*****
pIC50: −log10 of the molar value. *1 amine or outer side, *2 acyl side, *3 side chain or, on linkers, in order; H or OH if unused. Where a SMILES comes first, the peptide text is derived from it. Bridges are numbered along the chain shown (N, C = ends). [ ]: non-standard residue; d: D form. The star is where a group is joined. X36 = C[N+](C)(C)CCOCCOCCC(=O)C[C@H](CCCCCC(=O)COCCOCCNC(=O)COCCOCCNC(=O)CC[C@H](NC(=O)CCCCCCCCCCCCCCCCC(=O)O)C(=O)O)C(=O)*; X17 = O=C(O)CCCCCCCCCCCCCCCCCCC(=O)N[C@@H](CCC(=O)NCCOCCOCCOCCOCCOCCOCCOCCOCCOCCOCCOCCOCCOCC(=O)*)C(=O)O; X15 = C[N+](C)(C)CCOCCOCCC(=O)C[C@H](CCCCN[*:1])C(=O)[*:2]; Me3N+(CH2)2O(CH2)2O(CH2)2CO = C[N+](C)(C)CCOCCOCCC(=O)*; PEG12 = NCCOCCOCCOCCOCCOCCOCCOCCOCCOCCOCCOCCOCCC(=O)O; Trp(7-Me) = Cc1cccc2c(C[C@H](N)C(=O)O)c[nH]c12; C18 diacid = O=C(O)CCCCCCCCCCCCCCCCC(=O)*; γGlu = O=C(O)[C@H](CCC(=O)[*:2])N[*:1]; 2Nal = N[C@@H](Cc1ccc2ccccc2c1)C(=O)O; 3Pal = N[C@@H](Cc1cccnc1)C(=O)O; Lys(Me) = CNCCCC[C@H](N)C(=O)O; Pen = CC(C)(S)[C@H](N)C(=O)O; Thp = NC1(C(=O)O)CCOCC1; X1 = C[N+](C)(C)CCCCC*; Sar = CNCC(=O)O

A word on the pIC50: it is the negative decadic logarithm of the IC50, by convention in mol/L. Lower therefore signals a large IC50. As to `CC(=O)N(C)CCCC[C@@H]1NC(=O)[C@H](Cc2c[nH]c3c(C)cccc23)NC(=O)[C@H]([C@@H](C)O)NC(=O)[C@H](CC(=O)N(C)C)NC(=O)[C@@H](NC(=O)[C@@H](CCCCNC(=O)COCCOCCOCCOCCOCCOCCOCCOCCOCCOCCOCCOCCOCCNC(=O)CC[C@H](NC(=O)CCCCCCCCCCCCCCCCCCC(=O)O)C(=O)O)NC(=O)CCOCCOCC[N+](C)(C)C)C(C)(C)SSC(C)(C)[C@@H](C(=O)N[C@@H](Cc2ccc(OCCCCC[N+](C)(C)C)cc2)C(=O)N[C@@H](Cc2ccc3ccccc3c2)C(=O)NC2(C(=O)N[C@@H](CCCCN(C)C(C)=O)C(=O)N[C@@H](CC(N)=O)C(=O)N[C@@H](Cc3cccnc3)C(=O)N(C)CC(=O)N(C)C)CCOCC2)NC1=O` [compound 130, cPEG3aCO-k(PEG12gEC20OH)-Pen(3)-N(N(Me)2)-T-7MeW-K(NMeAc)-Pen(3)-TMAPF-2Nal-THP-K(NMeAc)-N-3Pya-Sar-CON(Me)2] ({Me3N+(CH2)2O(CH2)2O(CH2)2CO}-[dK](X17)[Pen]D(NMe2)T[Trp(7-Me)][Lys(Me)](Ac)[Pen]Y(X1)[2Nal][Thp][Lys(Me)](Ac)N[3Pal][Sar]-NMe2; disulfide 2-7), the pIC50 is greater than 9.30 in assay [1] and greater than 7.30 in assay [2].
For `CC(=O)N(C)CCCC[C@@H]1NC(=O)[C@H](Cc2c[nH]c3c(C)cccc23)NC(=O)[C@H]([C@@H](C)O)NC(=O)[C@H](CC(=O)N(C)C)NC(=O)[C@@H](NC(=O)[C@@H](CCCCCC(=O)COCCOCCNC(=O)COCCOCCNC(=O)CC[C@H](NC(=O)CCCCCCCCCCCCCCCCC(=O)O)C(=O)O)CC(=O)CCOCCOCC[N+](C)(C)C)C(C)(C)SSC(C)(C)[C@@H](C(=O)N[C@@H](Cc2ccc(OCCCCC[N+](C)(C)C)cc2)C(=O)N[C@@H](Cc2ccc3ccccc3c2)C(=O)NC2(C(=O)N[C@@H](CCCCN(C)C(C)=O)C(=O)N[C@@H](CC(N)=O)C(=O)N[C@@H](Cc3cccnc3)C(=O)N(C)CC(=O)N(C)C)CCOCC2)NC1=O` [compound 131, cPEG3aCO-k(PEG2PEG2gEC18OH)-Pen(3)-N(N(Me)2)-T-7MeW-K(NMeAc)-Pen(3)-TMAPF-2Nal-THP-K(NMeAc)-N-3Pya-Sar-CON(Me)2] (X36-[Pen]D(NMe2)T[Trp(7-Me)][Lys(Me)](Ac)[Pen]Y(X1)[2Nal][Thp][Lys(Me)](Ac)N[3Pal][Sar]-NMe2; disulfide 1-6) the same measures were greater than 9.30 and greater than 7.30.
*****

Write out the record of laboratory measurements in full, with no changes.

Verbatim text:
pIC50: −log10 of the molar value. *1 amine or outer side, *2 acyl side, *3 side chain or, on linkers, in order; H or OH if unused. Where a SMILES comes first, the peptide text is derived from it. Bridges are numbered along the chain shown (N, C = ends). [ ]: non-standard residue; d: D form. The star is where a group is joined. X36 = C[N+](C)(C)CCOCCOCCC(=O)C[C@H](CCCCCC(=O)COCCOCCNC(=O)COCCOCCNC(=O)CC[C@H](NC(=O)CCCCCCCCCCCCCCCCC(=O)O)C(=O)O)C(=O)*; X17 = O=C(O)CCCCCCCCCCCCCCCCCCC(=O)N[C@@H](CCC(=O)NCCOCCOCCOCCOCCOCCOCCOCCOCCOCCOCCOCCOCCOCC(=O)*)C(=O)O; X15 = C[N+](C)(C)CCOCCOCCC(=O)C[C@H](CCCCN[*:1])C(=O)[*:2]; Me3N+(CH2)2O(CH2)2O(CH2)2CO = C[N+](C)(C)CCOCCOCCC(=O)*; PEG12 = NCCOCCOCCOCCOCCOCCOCCOCCOCCOCCOCCOCCOCCC(=O)O; Trp(7-Me) = Cc1cccc2c(C[C@H](N)C(=O)O)c[nH]c12; C18 diacid = O=C(O)CCCCCCCCCCCCCCCCC(=O)*; γGlu = O=C(O)[C@H](CCC(=O)[*:2])N[*:1]; 2Nal = N[C@@H](Cc1ccc2ccccc2c1)C(=O)O; 3Pal = N[C@@H](Cc1cccnc1)C(=O)O; Lys(Me) = CNCCCC[C@H](N)C(=O)O; Pen = CC(C)(S)[C@H](N)C(=O)O; Thp = NC1(C(=O)O)CCOCC1; X1 = C[N+](C)(C)CCCCC*; Sar = CNCC(=O)O

A word on the pIC50: it is the negative decadic logarithm of the IC50, by convention in mol/L. Lower therefore signals a large IC50. As to `CC(=O)N(C)CCCC[C@@H]1NC(=O)[C@H](Cc2c[nH]c3c(C)cccc23)NC(=O)[C@H]([C@@H](C)O)NC(=O)[C@H](CC(=O)N(C)C)NC(=O)[C@@H](NC(=O)[C@@H](CCCCNC(=O)COCCOCCOCCOCCOCCOCCOCCOCCOCCOCCOCCOCCOCCNC(=O)CC[C@H](NC(=O)CCCCCCCCCCCCCCCCCCC(=O)O)C(=O)O)NC(=O)CCOCCOCC[N+](C)(C)C)C(C)(C)SSC(C)(C)[C@@H](C(=O)N[C@@H](Cc2ccc(OCCCCC[N+](C)(C)C)cc2)C(=O)N[C@@H](Cc2ccc3ccccc3c2)C(=O)NC2(C(=O)N[C@@H](CCCCN(C)C(C)=O)C(=O)N[C@@H](CC(N)=O)C(=O)N[C@@H](Cc3cccnc3)C(=O)N(C)CC(=O)N(C)C)CCOCC2)NC1=O` [compound 130, cPEG3aCO-k(PEG12gEC20OH)-Pen(3)-N(N(Me)2)-T-7MeW-K(NMeAc)-Pen(3)-TMAPF-2Nal-THP-K(NMeAc)-N-3Pya-Sar-CON(Me)2] ({Me3N+(CH2)2O(CH2)2O(CH2)2CO}-[dK](X17)[Pen]D(NMe2)T[Trp(7-Me)][Lys(Me)](Ac)[Pen]Y(X1)[2Nal][Thp][Lys(Me)](Ac)N[3Pal][Sar]-NMe2; disulfide 2-7), the pIC50 is greater than 9.30 in assay [1] and greater than 7.30 in assay [2].
For `CC(=O)N(C)CCCC[C@@H]1NC(=O)[C@H](Cc2c[nH]c3c(C)cccc23)NC(=O)[C@H]([C@@H](C)O)NC(=O)[C@H](CC(=O)N(C)C)NC(=O)[C@@H](NC(=O)[C@@H](CCCCCC(=O)COCCOCCNC(=O)COCCOCCNC(=O)CC[C@H](NC(=O)CCCCCCCCCCCCCCCCC(=O)O)C(=O)O)CC(=O)CCOCCOCC[N+](C)(C)C)C(C)(C)SSC(C)(C)[C@@H](C(=O)N[C@@H](Cc2ccc(OCCCCC[N+](C)(C)C)cc2)C(=O)N[C@@H](Cc2ccc3ccccc3c2)C(=O)NC2(C(=O)N[C@@H](CCCCN(C)C(C)=O)C(=O)N[C@@H](CC(N)=O)C(=O)N[C@@H](Cc3cccnc3)C(=O)N(C)CC(=O)N(C)C)CCOCC2)NC1=O` [compound 131, cPEG3aCO-k(PEG2PEG2gEC18OH)-Pen(3)-N(N(Me)2)-T-7MeW-K(NMeAc)-Pen(3)-TMAPF-2Nal-THP-K(NMeAc)-N-3Pya-Sar-CON(Me)2] (X36-[Pen]D(NMe2)T[Trp(7-Me)][Lys(Me)](Ac)[Pen]Y(X1)[2Nal][Thp][Lys(Me)](Ac)N[3Pal][Sar]-NMe2; disulfide 1-6) the same measures were greater than 9.30 and greater than 7.30.